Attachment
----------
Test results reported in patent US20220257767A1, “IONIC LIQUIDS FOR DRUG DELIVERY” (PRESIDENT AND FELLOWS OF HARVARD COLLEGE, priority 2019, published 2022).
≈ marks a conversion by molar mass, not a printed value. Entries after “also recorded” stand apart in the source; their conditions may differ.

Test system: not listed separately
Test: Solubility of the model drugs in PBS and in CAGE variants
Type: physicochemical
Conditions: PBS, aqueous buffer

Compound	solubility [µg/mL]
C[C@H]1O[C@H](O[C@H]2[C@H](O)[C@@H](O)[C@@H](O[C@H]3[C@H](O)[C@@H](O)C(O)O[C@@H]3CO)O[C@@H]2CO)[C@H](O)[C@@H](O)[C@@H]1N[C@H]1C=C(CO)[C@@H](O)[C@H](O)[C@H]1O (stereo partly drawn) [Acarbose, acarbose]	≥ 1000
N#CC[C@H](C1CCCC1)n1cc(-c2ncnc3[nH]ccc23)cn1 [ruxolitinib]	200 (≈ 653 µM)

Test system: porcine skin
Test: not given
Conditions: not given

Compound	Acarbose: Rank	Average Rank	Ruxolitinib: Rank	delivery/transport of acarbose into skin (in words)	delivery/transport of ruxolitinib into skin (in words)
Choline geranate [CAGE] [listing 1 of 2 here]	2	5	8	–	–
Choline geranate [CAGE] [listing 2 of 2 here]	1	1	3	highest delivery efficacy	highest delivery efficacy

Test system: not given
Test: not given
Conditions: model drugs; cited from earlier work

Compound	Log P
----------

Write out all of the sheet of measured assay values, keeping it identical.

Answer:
Test results reported in patent US20220257767A1, “IONIC LIQUIDS FOR DRUG DELIVERY” (PRESIDENT AND FELLOWS OF HARVARD COLLEGE, priority 2019, published 2022).
≈ marks a conversion by molar mass, not a printed value. Entries after “also recorded” stand apart in the source; their conditions may differ.

Test system: not listed separately
Test: Solubility of the model drugs in PBS and in CAGE variants
Type: physicochemical
Conditions: PBS, aqueous buffer

Compound	solubility [µg/mL]
C[C@H]1O[C@H](O[C@H]2[C@H](O)[C@@H](O)[C@@H](O[C@H]3[C@H](O)[C@@H](O)C(O)O[C@@H]3CO)O[C@@H]2CO)[C@H](O)[C@@H](O)[C@@H]1N[C@H]1C=C(CO)[C@@H](O)[C@H](O)[C@H]1O (stereo partly drawn) [Acarbose, acarbose]	≥ 1000
N#CC[C@H](C1CCCC1)n1cc(-c2ncnc3[nH]ccc23)cn1 [ruxolitinib]	200 (≈ 653 µM)

Test system: porcine skin
Test: not given
Conditions: not given

Compound	Acarbose: Rank	Average Rank	Ruxolitinib: Rank	delivery/transport of acarbose into skin (in words)	delivery/transport of ruxolitinib into skin (in words)
Choline geranate [CAGE] [listing 1 of 2 here]	2	5	8	–	–
Choline geranate [CAGE] [listing 2 of 2 here]	1	1	3	highest delivery efficacy	highest delivery efficacy

Test system: not given
Test: not given
Conditions: model drugs; cited from earlier work

Compound	Log P